This is the fourth post in a series called: “This Collar Is Too Tight: Heresies From a Southern Minister.” You can read the first post here. The short explanation of this series is this: the institutionalized Church spends a lot of time defining who’s in and who’s out. Biblically, I find that a lot of the “measures” used don’t hold up. I’m making the argument for a larger acceptance of theological diversity in the Christian Church.
Every Sunday of the year, in churches around the world, there is an odd confession being made that’s simply not biblical.
It’s found in the Apostle’s Creed and I have problems with it in multiple ways.
In speaking of Jesus, the creed says that after his death “he descended into Hell.”
Most folks who use this as a confession, as a statement of their beliefs, understand it to mean that during the three days between his death on the cross and his resurrection, Jesus took a little road trip to Hell.
You know, “Hell”: a place of fire and brimstone where sinners are doomed to an eternity of suffering and torment.
My primary issue with this is that it is not biblical – in two ways.
The first is that the Bible gives us very little information about what happened during those three days to Jesus and what it does give us is not specific enough to definitively say Jesus went to Hell.
Why I believe the few verses we do have about those three days (like Acts 2:31) don’t definitively say Jesus went to Hell is actually my second issue with the confession that Jesus “descended into Hell.”:
Both the word used in Acts 2:31 and the concept of that day and age about the afterlife have nothing to do with our modern construct of Hell, which borrows from Dante’s seventh circle.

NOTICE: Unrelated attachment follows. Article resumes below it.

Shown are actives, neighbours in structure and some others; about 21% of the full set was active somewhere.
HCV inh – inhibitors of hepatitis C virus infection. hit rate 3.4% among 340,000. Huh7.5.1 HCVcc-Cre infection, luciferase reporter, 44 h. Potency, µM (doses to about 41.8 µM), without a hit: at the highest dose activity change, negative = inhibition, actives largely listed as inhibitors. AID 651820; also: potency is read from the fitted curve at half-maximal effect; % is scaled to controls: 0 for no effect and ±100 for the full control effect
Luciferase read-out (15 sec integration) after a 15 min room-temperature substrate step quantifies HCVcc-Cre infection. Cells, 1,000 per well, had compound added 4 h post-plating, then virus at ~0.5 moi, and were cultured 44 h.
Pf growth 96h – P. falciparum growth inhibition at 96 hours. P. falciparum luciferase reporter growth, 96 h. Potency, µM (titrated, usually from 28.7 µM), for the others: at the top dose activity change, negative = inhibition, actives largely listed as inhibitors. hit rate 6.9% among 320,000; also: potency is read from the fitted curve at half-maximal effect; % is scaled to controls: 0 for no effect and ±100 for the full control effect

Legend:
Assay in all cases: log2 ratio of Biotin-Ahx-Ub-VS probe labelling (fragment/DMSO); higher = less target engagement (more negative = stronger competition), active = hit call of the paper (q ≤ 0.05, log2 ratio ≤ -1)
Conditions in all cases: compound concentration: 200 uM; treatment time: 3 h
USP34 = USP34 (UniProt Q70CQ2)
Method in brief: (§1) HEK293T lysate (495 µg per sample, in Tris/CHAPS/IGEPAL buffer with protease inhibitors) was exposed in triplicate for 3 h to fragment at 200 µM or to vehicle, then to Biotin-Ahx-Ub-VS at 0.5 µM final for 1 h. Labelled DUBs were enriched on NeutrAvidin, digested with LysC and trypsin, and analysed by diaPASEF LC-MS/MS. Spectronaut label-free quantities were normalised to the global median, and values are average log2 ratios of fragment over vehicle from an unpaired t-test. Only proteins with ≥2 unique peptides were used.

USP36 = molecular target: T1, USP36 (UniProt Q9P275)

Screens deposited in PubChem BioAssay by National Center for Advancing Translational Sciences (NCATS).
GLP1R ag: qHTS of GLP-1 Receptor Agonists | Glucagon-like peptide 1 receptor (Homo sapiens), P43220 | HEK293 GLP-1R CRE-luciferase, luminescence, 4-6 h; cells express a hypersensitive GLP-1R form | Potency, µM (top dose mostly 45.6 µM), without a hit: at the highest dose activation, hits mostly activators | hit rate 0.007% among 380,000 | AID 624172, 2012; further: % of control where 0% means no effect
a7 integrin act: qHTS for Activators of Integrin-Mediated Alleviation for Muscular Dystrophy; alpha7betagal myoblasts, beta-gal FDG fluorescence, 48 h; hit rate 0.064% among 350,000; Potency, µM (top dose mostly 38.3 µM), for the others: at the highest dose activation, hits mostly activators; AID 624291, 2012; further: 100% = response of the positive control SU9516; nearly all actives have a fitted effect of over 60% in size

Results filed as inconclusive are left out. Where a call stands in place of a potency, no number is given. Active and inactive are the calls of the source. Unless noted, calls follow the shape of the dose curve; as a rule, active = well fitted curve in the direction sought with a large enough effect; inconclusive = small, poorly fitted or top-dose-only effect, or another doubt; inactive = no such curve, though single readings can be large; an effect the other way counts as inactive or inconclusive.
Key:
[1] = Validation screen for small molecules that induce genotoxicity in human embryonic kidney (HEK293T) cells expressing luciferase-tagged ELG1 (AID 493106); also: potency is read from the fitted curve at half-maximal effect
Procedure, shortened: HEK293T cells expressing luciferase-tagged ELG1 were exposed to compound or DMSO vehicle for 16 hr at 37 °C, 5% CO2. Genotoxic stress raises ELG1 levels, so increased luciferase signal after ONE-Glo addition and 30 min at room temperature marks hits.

(Good news for those who truly believe I’m a heretic: there’s a special circle of Dante’s Hell reserved for people like me!)
The word used in the Acts verse is actually the Greek word hadēs and it just doesn’t mean Hell the way we think of it.
It simply couldn’t have.
Hadēs is a place of the dead – all the dead. It is not a place of damnation. It’s just where you go when you are dead. It’s the equivalent of the Hebrew word sheol: the abode of the dead.
It’s part of why I don’t believe in the modern construct of Hell.
Once the wording “he descended into Hell” finally made it into the Apostle’s Creed (that’s right, it wasn’t in the original), the word used was hadēs. The point they were trying to make was that Jesus was really and truly dead. So much so, he went to the place dead people go.
See? He is dead.
And on “the third day he arose again from the dead.”
That’s the point: he was dead.
As dead as dead gets.
And then he wasn’t.
I don’t believe in Hell, and any confession that requires me to believe that Dante’s Hell is not only real but that Jesus went there (even though the Bible not only says very little about it, but it also couldn’t have actually said anything about Dante’s Hell) is not a confession that I care to confess.
There are those who say, “Well you can understand the ‘Hell’ in the creed to mean whatever you want – just think of it as a place of the dead.”
And I agree – but there’s a lot of church folk who don’t agree.
For them, if you don’t understand Hell to mean a place of eternal damnation and torment, you can’t be Christian.
If you want to confess it, I say, good for you.
If it connects you to those who have confessed these things before you, and if that nurtures your faith, great.
I just don’t think that’s a good enough reason to require me to confess it if I want you to consider me a Christian.
Christianity should be big enough for a lot of varying perspectives on this.
I can promise you, God is big enough for it.
Part 5 in this series: “The Tradition a Heretic Values”
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